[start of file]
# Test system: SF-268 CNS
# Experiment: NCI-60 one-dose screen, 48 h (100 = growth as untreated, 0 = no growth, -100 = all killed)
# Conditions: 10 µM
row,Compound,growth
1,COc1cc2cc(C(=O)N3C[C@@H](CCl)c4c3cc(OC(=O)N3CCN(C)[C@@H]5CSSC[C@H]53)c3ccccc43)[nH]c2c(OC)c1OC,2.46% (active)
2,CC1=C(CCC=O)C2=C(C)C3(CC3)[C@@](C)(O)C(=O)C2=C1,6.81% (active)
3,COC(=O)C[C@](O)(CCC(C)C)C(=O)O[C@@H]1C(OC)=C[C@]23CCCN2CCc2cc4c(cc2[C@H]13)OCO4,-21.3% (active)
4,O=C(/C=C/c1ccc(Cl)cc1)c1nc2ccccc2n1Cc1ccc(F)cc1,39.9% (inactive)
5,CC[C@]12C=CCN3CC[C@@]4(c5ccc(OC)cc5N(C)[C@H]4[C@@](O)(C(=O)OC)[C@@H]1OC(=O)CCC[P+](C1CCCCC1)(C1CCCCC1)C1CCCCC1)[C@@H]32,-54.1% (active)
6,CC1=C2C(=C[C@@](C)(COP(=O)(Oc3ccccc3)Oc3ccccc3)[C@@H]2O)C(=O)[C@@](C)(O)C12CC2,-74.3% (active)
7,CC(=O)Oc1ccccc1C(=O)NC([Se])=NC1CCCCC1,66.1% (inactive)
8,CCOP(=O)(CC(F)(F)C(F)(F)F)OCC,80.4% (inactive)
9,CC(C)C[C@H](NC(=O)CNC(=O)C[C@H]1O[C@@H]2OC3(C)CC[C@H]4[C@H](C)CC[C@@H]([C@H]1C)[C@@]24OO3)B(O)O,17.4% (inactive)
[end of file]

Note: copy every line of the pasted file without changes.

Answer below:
# Test system: SF-268 CNS
# Experiment: NCI-60 one-dose screen, 48 h (100 = growth as untreated, 0 = no growth, -100 = all killed)
# Conditions: 10 µM
row,Compound,growth
1,COc1cc2cc(C(=O)N3C[C@@H](CCl)c4c3cc(OC(=O)N3CCN(C)[C@@H]5CSSC[C@H]53)c3ccccc43)[nH]c2c(OC)c1OC,2.46% (active)
2,CC1=C(CCC=O)C2=C(C)C3(CC3)[C@@](C)(O)C(=O)C2=C1,6.81% (active)
3,COC(=O)C[C@](O)(CCC(C)C)C(=O)O[C@@H]1C(OC)=C[C@]23CCCN2CCc2cc4c(cc2[C@H]13)OCO4,-21.3% (active)
4,O=C(/C=C/c1ccc(Cl)cc1)c1nc2ccccc2n1Cc1ccc(F)cc1,39.9% (inactive)
5,CC[C@]12C=CCN3CC[C@@]4(c5ccc(OC)cc5N(C)[C@H]4[C@@](O)(C(=O)OC)[C@@H]1OC(=O)CCC[P+](C1CCCCC1)(C1CCCCC1)C1CCCCC1)[C@@H]32,-54.1% (active)
6,CC1=C2C(=C[C@@](C)(COP(=O)(Oc3ccccc3)Oc3ccccc3)[C@@H]2O)C(=O)[C@@](C)(O)C12CC2,-74.3% (active)
7,CC(=O)Oc1ccccc1C(=O)NC([Se])=NC1CCCCC1,66.1% (inactive)
8,CCOP(=O)(CC(F)(F)C(F)(F)F)OCC,80.4% (inactive)
9,CC(C)C[C@H](NC(=O)CNC(=O)C[C@H]1O[C@@H]2OC3(C)CC[C@H]4[C@H](C)CC[C@@H]([C@H]1C)[C@@]24OO3)B(O)O,17.4% (inactive)